|i’m using apt-proxy and not having problems any more. 😉
last week apt started complaining about insecure packages due to an unknown gpg signing key. i did a quick google on the error message, realized that a new debian.org repository key was issued for 2006 (but as i’m running testing, it took a while for packages signed with the new key to propagate into testing), imported the new key (as detailed in the debian-user email thread google found based on my error message), and the error message immediately went away.
realize that my problem had nothing to do with apt-proxy specifically, but as i use apt-proxy exclusively and have no other data points, i could have easily attributed it to such. try using an official repository directly and see if the problem persists (not a apt-proxy problem) or goes away (possibly an apt-proxy problem).
and apt-proxy is no different than any other debian.org mirror (except that it mirrors packages “just-in-time”), and iirc secure apt is not based on the mirror, but on the release & content files within the mirror (which are the same for all debian.org repositories as they are mirrored same as the packages). so apt-proxy has no effect on secure apt usage.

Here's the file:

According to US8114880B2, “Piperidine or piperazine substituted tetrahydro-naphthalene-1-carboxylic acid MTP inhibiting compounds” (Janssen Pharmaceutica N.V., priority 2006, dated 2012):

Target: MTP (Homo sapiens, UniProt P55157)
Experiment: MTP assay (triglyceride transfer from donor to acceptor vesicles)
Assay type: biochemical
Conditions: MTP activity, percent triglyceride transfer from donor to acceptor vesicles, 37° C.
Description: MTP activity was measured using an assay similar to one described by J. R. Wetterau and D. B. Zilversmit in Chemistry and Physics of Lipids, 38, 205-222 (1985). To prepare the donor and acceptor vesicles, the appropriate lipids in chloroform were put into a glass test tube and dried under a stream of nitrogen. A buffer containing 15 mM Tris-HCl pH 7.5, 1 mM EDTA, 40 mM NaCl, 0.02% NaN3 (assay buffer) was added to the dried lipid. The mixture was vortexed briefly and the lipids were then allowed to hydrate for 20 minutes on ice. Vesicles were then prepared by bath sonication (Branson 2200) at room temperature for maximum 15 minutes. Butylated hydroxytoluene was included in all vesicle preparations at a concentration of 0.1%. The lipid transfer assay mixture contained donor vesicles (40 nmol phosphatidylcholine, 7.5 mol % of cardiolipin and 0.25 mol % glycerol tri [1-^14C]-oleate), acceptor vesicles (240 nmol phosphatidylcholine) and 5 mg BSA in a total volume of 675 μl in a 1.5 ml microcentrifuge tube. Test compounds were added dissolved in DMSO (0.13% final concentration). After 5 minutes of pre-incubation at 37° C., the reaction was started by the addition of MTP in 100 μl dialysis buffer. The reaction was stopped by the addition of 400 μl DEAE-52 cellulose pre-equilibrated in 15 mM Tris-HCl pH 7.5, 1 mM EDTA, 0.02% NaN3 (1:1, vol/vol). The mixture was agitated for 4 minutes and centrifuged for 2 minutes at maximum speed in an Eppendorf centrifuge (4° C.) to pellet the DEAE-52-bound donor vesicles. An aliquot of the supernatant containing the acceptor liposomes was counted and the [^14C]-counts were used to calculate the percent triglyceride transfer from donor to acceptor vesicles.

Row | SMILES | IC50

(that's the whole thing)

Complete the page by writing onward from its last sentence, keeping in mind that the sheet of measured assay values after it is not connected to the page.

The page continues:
rant: what i dislike about secure apt is that the packages are only validated for as long as they are in the official repository (as the “security” comes from release and content files in the repository). so if i keep an old version of some package (because, for example, a newer version of the package introduced bugs, removed features, etc) and redistribute it, then there’s no “security” unless i create my own apt repository with a signing key, release file, contents file, etc. with rpm this isn’t an issue as the signature is self-contained within the package, so each package can be individually verified (without some metadata contained in an apt repository).